High among the jagged limestone peaks that mark Vietnam’s border with Laos, Cao Thi Thu squats on the stone floor of her family’s hut and pleads, “Please help bring my daughters home.”
Thu says it has been more than three years since officials came to village and offered her the chance to send her daughters Cao Thi Lan, 3, and Cao Thi Luong, 8 to be educated in the provincial capital. She says they were instead sold for adoption overseas.
Clutching the only photographs she has of the girls — shots ironically taken at the children’s home to send out to prospective adoptive parents abroad — the pain of separation from her daughters is as sharp today as it was on the day she last saw them.
“I am sad and I am very worried,” the 35-year-old said. “I don’t even know which country they are in. I don’t know if they are together or apart. They should be with their families here in Vietnam, not thousands of miles away with strangers.”
Lan and Luong were among 13 children taken from Vietnam’s smallest and least developed ethnic minority — the Ruc hill tribe — and then given to adoptive parents in Italy and the United States months later in return for fees of around $10,000 per child.
A police investigation has been launched into complaints from the parents that their children were adopted without their permission but villagers fear it will be a whitewash and want foreign governments to intervene.
The pleas to diplomats have so far fallen on deaf ears.
It was in September 2006 when officials from Quang Bing province’s capital Dong Hoi visited the tiny hill tribe, which numbers only 500 people.
The families say the officials picked 13 children aged 2 to 9 and offered to house and feed them at a children’s social welfare center in Dong Hoi and return them when their education was complete.
The parents — all poor farmers and mostly illiterate — agreed and were driven to Dong Hoi with their children where they signed consent forms placing them into the care of the local authority.
Four months later, in the Lunar New Year holiday in 2007, Thu went to visit her daughters. “They looked well but they missed me very much. They said ‘Mommy, please take us home,’ ” she recalled.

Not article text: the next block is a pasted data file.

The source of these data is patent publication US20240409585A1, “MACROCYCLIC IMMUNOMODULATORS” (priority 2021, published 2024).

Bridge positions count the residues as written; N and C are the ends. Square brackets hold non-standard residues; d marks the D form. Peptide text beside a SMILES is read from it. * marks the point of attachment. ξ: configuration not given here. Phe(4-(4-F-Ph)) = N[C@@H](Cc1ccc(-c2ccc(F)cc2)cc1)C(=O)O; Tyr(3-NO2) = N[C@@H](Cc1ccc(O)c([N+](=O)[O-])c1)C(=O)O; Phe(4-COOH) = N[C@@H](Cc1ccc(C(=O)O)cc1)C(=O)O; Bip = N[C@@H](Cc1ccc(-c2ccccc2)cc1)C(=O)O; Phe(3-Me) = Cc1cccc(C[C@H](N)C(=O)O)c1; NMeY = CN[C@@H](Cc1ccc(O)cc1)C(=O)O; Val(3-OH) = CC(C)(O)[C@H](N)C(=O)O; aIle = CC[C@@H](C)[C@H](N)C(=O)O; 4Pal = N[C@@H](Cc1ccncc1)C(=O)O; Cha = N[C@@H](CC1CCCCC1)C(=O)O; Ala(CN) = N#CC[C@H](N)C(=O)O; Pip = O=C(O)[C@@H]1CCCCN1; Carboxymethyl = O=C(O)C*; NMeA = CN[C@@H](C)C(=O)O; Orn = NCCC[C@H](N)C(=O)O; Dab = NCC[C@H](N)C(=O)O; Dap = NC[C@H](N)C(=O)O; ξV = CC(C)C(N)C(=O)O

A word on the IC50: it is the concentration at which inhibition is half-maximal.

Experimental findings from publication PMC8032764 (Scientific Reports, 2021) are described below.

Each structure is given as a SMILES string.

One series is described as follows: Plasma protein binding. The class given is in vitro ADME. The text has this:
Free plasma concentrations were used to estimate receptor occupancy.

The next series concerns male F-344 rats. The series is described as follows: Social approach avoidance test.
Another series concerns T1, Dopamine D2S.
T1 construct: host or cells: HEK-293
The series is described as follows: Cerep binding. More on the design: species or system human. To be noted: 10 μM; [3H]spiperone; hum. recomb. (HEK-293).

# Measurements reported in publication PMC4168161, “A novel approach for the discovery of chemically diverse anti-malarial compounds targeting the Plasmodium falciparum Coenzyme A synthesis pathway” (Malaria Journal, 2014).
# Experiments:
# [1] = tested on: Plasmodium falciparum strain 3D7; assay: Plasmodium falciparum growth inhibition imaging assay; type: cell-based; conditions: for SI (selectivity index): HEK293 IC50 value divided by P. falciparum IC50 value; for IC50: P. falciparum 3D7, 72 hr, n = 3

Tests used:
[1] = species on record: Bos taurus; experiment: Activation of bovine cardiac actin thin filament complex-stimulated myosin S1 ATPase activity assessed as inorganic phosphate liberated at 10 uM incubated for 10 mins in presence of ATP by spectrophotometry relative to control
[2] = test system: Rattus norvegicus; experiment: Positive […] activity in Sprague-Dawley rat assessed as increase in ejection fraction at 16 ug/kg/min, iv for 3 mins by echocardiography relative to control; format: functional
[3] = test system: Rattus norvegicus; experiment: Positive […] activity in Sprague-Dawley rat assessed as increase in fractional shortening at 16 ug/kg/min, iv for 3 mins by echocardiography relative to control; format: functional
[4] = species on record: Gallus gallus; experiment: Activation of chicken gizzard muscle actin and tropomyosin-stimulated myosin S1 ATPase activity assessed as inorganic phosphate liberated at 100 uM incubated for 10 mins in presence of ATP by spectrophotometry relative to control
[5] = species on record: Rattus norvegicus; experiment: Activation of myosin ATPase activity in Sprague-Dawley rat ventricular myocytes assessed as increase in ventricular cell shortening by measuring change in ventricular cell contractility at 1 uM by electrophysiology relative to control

“I couldn’t bear to see them so sad so I decided to take them home. I took them by the hands and led them out of the children’s home towards the bus stop — but the security guards stopped me and told me I couldn’t take them away.
“The officials at the children’s home said I had signed papers and had to leave them in their care. I was crying and very upset but I believed them and I went home alone.”
A year later — shortly before the 2008 Lunar New Year holiday — Thu traveled to Dong Hoi to visit her daughters again.
When she arrived, she was told both girls had been adopted overseas.
“Those men lied to me,” said Thu, who has three other children. “They said the children would return to the village when they finished school. But they sold them as if they were livestock.”
News of the children’s fate spread quickly around the Ruc community villages as other parents discovered that their sons and daughters too had been sent overseas. Some were even handed photographs of their children with their new adoptive parents.
In the provincial capital Dong Hai, Le Thi Thu Ha, director of the children’s home where the 13 children were taken, confirmed a police investigation had been launched into the circumstances in which the Ruc children were adopted overseas.
Ha — who recently replaced former director Nguyen Tien Ngu who handled the adoptions — insisted, “All of the legal documents [for the adoptions] were in order. It was approved by the provincial ministry of justice and the provincial social welfare centre and it was done with the consent of the Ruc parents.
“The local police force started investigating the case a few months ago when the parents persisted with their complaints. We expect the investigation to be complete and the results announced in the first quarter of 2010.”
By the time the investigation is complete, the children will have been apart from their parents for more than four years. Despite appeals made to them nearly two years ago, neither the US nor the Italian embassies have taken up the parents’ cause.
Anthropologist Peter Bille Larsen, who worked in the border area, alerted the embassies in early 2008 and was baffled by the inaction. He argues the children should be sent home however long it takes.
“I would want to see my children again even if they had been sent to the other end of the world,” he said, dismissing the idea that the youngsters were better off in relatively wealthy western families.